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Cohen to Promote U.S. Interests in Australia, East Asia

By Douglas J. Gillert
American Forces Press Service

WASHINGTON, July 28, 1998 – Defense Secretary William Cohen departed here July 27 on a 10-day trip to Sydney, Australia; Jakarta, Indonesia; and Manila, Philippines.

The visit marks his return to Asia following a two-week, seven- nation visit in January and will give him the first opportunity to meet with new Indonesian President Bacharuddin Jusuf Habibie. He also will meet with recently elected Philippines President Joseph Erap Estrada, Australian Prime Minister John Howard, and the defense ministers of all three countries. "The main theme [of Cohen's visit] is the importance of this area to the security of the United States and the importance of the United States to security of this area," a senior DoD official said July 21.

In Australia, Cohen and Secretary of State Madeleine Albright will participate July 31 in the annual Australia-U.S. Ministerial Consultations. AUSMIN is the key forum for bilateral consultations on foreign, defense and security policy. The two American leaders are expected to issue a joint security declaration July 31 with their Australian counterparts, Foreign Affairs Minister Alexander Downer and Defense Minister Ian McLachlan.

This year's meeting will involve an exchange of views and assessments on current issues and explore ways to advance regional peace and prosperity. McLachlan has called the U.S. presence central to underpinning security and stability in the Asia Pacific region. In a joint statement, McLachlan and Downer said the AUSMIN consultations "are not only extremely valuable for both parties but are indicative of the excellent state of that relationship."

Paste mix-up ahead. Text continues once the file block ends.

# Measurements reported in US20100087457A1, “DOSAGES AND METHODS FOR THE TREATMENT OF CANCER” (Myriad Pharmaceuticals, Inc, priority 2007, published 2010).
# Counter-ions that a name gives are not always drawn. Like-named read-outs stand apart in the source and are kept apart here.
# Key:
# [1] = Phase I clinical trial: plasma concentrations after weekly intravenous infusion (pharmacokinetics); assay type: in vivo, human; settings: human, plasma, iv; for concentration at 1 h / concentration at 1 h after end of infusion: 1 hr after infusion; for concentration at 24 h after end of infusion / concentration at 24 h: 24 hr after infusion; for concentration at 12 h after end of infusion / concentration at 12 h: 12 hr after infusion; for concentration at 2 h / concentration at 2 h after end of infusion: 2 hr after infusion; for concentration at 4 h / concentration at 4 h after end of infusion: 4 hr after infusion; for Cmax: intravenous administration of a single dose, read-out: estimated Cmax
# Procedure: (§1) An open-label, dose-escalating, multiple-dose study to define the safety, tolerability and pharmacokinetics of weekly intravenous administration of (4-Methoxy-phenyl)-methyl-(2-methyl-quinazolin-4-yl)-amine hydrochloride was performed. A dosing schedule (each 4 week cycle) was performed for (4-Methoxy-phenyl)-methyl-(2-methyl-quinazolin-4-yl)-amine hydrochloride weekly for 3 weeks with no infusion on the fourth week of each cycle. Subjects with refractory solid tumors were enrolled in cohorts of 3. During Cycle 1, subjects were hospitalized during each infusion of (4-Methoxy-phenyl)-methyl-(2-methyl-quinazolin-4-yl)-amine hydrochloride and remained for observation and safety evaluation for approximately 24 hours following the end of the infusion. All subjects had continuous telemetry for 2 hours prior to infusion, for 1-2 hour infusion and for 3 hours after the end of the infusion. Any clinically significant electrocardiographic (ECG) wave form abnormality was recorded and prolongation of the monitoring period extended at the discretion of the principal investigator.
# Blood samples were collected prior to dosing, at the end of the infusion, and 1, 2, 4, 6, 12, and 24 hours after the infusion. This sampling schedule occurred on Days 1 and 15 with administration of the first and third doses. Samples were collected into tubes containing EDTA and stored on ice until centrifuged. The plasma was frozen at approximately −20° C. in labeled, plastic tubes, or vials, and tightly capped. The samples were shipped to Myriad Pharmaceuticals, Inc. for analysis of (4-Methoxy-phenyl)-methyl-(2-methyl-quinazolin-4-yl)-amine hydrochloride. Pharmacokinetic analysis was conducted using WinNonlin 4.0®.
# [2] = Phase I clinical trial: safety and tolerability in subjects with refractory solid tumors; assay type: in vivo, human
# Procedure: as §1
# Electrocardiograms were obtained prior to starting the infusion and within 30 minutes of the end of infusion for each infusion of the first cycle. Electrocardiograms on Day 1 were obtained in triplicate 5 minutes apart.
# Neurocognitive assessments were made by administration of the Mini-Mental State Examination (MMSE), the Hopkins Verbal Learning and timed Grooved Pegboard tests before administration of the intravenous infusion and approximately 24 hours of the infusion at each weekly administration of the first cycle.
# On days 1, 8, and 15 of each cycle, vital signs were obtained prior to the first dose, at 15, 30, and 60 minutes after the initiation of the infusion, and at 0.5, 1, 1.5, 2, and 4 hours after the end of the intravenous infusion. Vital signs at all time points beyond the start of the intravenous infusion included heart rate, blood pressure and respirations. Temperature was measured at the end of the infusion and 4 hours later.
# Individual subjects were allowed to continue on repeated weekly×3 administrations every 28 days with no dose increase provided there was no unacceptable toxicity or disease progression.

The secretary's visit to Jakarta follows a number of recent trips there by high-level U.S. officials, including Albright; Treasury Secretary Robert Rubin; and Air Force Gen. Joseph Ralston, vice chairman of the Joint Chiefs of Staff. The DoD official said Cohen's talks with Habibie and others will emphasize political reform and the importance of Indonesia as Asia's second most-populated country.

In Manila, Cohen likely will discuss Philippine Senate ratification of a January agreement that would expand military contacts between the United States and the Philippines. The DoD official said ratification should come this fall.

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